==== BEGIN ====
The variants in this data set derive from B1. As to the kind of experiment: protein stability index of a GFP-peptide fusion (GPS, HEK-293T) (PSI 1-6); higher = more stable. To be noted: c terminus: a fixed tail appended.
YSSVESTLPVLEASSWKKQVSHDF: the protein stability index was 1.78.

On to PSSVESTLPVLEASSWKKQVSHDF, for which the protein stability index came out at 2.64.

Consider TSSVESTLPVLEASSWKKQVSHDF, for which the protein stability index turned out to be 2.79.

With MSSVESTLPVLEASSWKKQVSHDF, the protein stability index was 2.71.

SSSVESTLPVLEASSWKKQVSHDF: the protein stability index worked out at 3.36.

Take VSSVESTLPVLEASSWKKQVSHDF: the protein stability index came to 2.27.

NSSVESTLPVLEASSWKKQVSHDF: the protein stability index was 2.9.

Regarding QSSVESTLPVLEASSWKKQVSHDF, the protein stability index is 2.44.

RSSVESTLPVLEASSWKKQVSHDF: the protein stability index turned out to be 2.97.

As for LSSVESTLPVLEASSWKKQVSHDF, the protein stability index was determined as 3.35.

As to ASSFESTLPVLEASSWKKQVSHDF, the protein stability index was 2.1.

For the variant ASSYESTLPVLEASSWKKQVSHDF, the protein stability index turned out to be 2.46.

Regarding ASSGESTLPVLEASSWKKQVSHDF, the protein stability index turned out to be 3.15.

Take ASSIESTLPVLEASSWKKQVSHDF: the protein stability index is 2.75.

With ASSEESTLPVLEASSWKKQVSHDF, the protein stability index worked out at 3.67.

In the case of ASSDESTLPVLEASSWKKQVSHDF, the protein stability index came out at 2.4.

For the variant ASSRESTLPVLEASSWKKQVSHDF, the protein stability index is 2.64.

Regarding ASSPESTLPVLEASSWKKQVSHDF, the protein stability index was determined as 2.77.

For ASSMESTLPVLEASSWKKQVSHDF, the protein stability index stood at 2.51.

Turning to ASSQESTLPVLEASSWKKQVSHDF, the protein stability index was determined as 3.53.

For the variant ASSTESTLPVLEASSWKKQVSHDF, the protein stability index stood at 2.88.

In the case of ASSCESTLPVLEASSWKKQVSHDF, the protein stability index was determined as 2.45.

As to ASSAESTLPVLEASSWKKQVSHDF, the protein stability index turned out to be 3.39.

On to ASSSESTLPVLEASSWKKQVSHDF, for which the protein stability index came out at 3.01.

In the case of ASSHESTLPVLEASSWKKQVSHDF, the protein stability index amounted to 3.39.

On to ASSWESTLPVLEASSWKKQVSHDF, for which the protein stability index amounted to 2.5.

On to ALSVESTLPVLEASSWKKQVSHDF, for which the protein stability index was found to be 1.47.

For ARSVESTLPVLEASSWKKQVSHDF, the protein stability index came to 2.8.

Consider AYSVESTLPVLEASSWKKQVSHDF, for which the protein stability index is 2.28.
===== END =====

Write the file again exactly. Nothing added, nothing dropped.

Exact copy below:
The variants in this data set derive from B1. As to the kind of experiment: protein stability index of a GFP-peptide fusion (GPS, HEK-293T) (PSI 1-6); higher = more stable. To be noted: c terminus: a fixed tail appended.
YSSVESTLPVLEASSWKKQVSHDF: the protein stability index was 1.78.

On to PSSVESTLPVLEASSWKKQVSHDF, for which the protein stability index came out at 2.64.

Consider TSSVESTLPVLEASSWKKQVSHDF, for which the protein stability index turned out to be 2.79.

With MSSVESTLPVLEASSWKKQVSHDF, the protein stability index was 2.71.

SSSVESTLPVLEASSWKKQVSHDF: the protein stability index worked out at 3.36.

Take VSSVESTLPVLEASSWKKQVSHDF: the protein stability index came to 2.27.

NSSVESTLPVLEASSWKKQVSHDF: the protein stability index was 2.9.

Regarding QSSVESTLPVLEASSWKKQVSHDF, the protein stability index is 2.44.

RSSVESTLPVLEASSWKKQVSHDF: the protein stability index turned out to be 2.97.

As for LSSVESTLPVLEASSWKKQVSHDF, the protein stability index was determined as 3.35.

As to ASSFESTLPVLEASSWKKQVSHDF, the protein stability index was 2.1.

For the variant ASSYESTLPVLEASSWKKQVSHDF, the protein stability index turned out to be 2.46.

Regarding ASSGESTLPVLEASSWKKQVSHDF, the protein stability index turned out to be 3.15.

Take ASSIESTLPVLEASSWKKQVSHDF: the protein stability index is 2.75.

With ASSEESTLPVLEASSWKKQVSHDF, the protein stability index worked out at 3.67.

In the case of ASSDESTLPVLEASSWKKQVSHDF, the protein stability index came out at 2.4.

For the variant ASSRESTLPVLEASSWKKQVSHDF, the protein stability index is 2.64.

Regarding ASSPESTLPVLEASSWKKQVSHDF, the protein stability index was determined as 2.77.

For ASSMESTLPVLEASSWKKQVSHDF, the protein stability index stood at 2.51.

Turning to ASSQESTLPVLEASSWKKQVSHDF, the protein stability index was determined as 3.53.

For the variant ASSTESTLPVLEASSWKKQVSHDF, the protein stability index stood at 2.88.

In the case of ASSCESTLPVLEASSWKKQVSHDF, the protein stability index was determined as 2.45.

As to ASSAESTLPVLEASSWKKQVSHDF, the protein stability index turned out to be 3.39.

On to ASSSESTLPVLEASSWKKQVSHDF, for which the protein stability index came out at 3.01.

In the case of ASSHESTLPVLEASSWKKQVSHDF, the protein stability index amounted to 3.39.

On to ASSWESTLPVLEASSWKKQVSHDF, for which the protein stability index amounted to 2.5.

On to ALSVESTLPVLEASSWKKQVSHDF, for which the protein stability index was found to be 1.47.

For ARSVESTLPVLEASSWKKQVSHDF, the protein stability index came to 2.8.

Consider AYSVESTLPVLEASSWKKQVSHDF, for which the protein stability index is 2.28.